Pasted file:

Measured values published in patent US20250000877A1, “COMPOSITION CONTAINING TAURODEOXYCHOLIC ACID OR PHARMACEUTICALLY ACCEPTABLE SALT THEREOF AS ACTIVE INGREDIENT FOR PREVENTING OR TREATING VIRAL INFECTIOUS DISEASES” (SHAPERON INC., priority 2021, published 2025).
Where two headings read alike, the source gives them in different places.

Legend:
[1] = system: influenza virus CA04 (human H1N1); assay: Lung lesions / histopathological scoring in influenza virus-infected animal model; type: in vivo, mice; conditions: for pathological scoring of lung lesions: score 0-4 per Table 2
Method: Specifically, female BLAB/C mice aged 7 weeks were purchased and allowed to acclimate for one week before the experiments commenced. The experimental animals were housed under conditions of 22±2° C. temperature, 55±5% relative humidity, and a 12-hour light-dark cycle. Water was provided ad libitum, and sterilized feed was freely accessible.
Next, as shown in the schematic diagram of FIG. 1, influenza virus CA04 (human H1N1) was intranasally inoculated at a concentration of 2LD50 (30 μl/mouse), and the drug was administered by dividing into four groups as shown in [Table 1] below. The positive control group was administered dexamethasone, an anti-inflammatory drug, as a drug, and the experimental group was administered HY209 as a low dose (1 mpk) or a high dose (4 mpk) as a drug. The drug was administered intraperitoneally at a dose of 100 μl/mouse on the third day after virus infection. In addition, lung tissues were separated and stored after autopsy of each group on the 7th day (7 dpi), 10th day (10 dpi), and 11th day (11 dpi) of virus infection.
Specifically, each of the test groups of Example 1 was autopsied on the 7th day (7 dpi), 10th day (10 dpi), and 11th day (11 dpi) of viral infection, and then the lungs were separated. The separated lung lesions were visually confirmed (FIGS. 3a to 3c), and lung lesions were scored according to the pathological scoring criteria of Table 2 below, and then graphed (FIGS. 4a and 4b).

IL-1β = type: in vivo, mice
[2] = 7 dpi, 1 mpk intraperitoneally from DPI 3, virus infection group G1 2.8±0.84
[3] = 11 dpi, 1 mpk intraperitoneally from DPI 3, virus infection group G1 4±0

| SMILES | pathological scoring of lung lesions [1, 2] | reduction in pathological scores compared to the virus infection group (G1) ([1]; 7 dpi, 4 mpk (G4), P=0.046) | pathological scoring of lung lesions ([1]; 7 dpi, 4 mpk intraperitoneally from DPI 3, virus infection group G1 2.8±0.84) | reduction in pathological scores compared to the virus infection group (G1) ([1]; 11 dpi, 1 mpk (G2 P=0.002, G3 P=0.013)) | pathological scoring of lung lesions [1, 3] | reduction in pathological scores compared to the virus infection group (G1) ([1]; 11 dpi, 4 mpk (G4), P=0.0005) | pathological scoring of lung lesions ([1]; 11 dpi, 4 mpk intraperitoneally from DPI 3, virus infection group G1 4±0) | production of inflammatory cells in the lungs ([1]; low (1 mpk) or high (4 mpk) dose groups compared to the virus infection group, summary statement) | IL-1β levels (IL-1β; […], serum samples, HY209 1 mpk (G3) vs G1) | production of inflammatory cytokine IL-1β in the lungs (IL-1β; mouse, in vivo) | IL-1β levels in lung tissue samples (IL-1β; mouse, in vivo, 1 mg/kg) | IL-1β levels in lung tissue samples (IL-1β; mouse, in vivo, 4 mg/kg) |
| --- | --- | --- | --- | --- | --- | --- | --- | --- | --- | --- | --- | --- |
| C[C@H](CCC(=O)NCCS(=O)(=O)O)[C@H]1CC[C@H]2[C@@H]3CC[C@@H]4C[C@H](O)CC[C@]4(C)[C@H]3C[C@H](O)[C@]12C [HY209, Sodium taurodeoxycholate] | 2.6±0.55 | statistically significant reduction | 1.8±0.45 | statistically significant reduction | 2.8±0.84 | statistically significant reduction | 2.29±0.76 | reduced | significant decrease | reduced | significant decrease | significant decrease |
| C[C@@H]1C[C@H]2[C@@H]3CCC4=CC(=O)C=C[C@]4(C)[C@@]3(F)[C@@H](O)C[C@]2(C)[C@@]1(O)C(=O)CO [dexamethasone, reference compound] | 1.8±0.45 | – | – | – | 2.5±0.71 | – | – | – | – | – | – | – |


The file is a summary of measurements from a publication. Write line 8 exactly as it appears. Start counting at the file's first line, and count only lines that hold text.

IL-1β = type: in vivo, mice